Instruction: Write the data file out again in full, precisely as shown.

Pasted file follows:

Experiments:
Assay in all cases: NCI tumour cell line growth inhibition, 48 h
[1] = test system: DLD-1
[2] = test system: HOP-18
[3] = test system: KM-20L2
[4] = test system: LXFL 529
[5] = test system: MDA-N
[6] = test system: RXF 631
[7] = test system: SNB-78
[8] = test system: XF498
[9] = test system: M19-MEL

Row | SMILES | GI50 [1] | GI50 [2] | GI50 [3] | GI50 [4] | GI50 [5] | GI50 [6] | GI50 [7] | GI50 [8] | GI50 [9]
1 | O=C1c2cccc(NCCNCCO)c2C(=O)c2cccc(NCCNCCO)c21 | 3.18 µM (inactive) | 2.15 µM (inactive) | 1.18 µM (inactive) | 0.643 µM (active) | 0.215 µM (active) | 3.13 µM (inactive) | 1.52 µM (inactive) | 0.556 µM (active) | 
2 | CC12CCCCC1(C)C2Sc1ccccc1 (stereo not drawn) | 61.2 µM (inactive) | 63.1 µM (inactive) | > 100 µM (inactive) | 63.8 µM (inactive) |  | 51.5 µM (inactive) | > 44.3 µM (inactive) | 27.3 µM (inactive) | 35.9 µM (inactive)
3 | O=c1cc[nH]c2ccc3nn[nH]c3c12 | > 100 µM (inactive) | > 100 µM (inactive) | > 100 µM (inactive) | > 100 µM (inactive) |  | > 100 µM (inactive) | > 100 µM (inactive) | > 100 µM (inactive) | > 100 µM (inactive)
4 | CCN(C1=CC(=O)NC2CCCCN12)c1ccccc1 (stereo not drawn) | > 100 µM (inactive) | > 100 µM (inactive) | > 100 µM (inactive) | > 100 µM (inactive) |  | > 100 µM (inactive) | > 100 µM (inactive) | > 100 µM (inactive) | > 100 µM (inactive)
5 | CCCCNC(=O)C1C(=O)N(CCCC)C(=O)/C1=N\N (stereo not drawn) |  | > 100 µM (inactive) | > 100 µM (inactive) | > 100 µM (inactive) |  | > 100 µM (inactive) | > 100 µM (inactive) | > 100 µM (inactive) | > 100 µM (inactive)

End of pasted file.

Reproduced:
Experiments:
Assay in all cases: NCI tumour cell line growth inhibition, 48 h
[1] = test system: DLD-1
[2] = test system: HOP-18
[3] = test system: KM-20L2
[4] = test system: LXFL 529
[5] = test system: MDA-N
[6] = test system: RXF 631
[7] = test system: SNB-78
[8] = test system: XF498
[9] = test system: M19-MEL

Row | SMILES | GI50 [1] | GI50 [2] | GI50 [3] | GI50 [4] | GI50 [5] | GI50 [6] | GI50 [7] | GI50 [8] | GI50 [9]
1 | O=C1c2cccc(NCCNCCO)c2C(=O)c2cccc(NCCNCCO)c21 | 3.18 µM (inactive) | 2.15 µM (inactive) | 1.18 µM (inactive) | 0.643 µM (active) | 0.215 µM (active) | 3.13 µM (inactive) | 1.52 µM (inactive) | 0.556 µM (active) | 
2 | CC12CCCCC1(C)C2Sc1ccccc1 (stereo not drawn) | 61.2 µM (inactive) | 63.1 µM (inactive) | > 100 µM (inactive) | 63.8 µM (inactive) |  | 51.5 µM (inactive) | > 44.3 µM (inactive) | 27.3 µM (inactive) | 35.9 µM (inactive)
3 | O=c1cc[nH]c2ccc3nn[nH]c3c12 | > 100 µM (inactive) | > 100 µM (inactive) | > 100 µM (inactive) | > 100 µM (inactive) |  | > 100 µM (inactive) | > 100 µM (inactive) | > 100 µM (inactive) | > 100 µM (inactive)
4 | CCN(C1=CC(=O)NC2CCCCN12)c1ccccc1 (stereo not drawn) | > 100 µM (inactive) | > 100 µM (inactive) | > 100 µM (inactive) | > 100 µM (inactive) |  | > 100 µM (inactive) | > 100 µM (inactive) | > 100 µM (inactive) | > 100 µM (inactive)
5 | CCCCNC(=O)C1C(=O)N(CCCC)C(=O)/C1=N\N (stereo not drawn) |  | > 100 µM (inactive) | > 100 µM (inactive) | > 100 µM (inactive) |  | > 100 µM (inactive) | > 100 µM (inactive) | > 100 µM (inactive) | > 100 µM (inactive)